In this session, you’ll learn how to put your messages where your readers’ eyes really are — to use your display copy to pull readers into your message, make your piece more inviting and even communicate to flippers and skimmers. Specifically, you’ll learn how to:

  • Reach “readers” who spend only two minutes — or even just 10 seconds — with your piece.
  • Avoid dropping the piece of display copy that 95% of people read — but that many communicators forget.
  • Run a simple test on your message to ensure that even folks who will not read your message no matter how well you write it still get your key ideas.
  • Make your copy 47% more usable by adding a few simple elements.
  • Pass the Palm Test to make your message look easier to read. Because if it looks easier to read, more people will read it.
“It’s a fantastic course that helped me improve my writing and get it approved by the powers that be.”
— Karen Saari, copywriter, Madison Area Technical College

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Get a Writing Workout With Ann

Make your message strong and lean

“Fantastic blend of teaching, real-life examples, group discussions, practice, and peer reviews.”
— Holly White, communications specialist, RETTEW

In the crunch of writing headlines and meeting deadlines, it sometimes seems as if there’s not enough time to pause and consider how you’re doing.

Get a Writing Workout With Ann: Make your message strong and lean

But in our practice sessions, you’ll get a great opportunity for reflection and improvement.

Have your team members bring their laptops and a message to work on. In this master class, you’ll get a chance to write and rewrite, get and give feedback, and leave with a totally rewritten piece.

Write, edit, get feedback — and leave with a totally rewritten piece.

“I loved receiving Ann’s individual attention; the one-on-one was super helpful!”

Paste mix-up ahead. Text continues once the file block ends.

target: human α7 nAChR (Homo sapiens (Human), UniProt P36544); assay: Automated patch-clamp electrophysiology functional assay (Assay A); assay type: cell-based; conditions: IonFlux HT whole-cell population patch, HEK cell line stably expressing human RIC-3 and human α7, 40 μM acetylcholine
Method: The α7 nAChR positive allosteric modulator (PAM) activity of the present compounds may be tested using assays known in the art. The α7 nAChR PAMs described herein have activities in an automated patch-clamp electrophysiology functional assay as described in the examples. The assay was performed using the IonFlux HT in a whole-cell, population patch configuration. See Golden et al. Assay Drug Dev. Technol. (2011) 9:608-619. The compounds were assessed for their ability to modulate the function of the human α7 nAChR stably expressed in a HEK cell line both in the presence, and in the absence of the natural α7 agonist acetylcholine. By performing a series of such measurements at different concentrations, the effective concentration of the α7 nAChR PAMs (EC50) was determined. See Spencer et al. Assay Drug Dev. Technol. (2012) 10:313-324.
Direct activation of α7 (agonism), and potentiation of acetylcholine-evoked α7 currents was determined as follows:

— Michelle Simon, media relations specialist, PBP Nation

In these practice sessions, you’ll:

  • Master the techniques you learn in the workshop by applying them immediately. (That’s how we put the “Master” in the Master Class!)
  • Gain valuable insights on your work from your peers and from Ann.
  • Learn to analyze and improve others’ writing — the best skill you can develop for editing others or improving your own work.
“The piece I worked on at the workshop has improved measurably.”
— Scott Worden, manager, corporate communications & PR, Magna International

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Trainer

“Other writing coaches tell you what to do.
Ann shows you how.”
— Roberta Laughlin, vice president, mutual funds marketing, Northern Trust

About Ann Wylie

Ann Wylie photo

Get the word out Leave with proven-in-the-lab best practices for reaching readers at Ann Wylie’s in-house writing workshops.

Ann Wylie runs a training, editing and consulting firm called Wylie Communications. She works with communicators who want to reach more readers and with organizations that want to get the word out.

Her workshops take her from Hollywood to Helsinki. There, she helps training clients at organizations like NASA, Nike and Nokia polish their skills and find new inspiration for their work.

Ann has earned more than 60 awards, including two IABC Gold Quills, for her communications. She is the author of more than a dozen learning tools that help people improve their communication skills, including RevUpReadership.com, a toolbox for writers.

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“Ann is brilliant and arms you with the tools to succeed.”